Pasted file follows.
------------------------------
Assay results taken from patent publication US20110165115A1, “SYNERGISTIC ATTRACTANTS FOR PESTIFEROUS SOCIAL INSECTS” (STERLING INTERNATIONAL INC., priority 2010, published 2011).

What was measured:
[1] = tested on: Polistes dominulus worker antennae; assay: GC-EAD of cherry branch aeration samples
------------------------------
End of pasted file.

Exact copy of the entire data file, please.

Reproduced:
Assay results taken from patent publication US20110165115A1, “SYNERGISTIC ATTRACTANTS FOR PESTIFEROUS SOCIAL INSECTS” (STERLING INTERNATIONAL INC., priority 2010, published 2011).

What was measured:
[1] = tested on: Polistes dominulus worker antennae; assay: GC-EAD of cherry branch aeration samples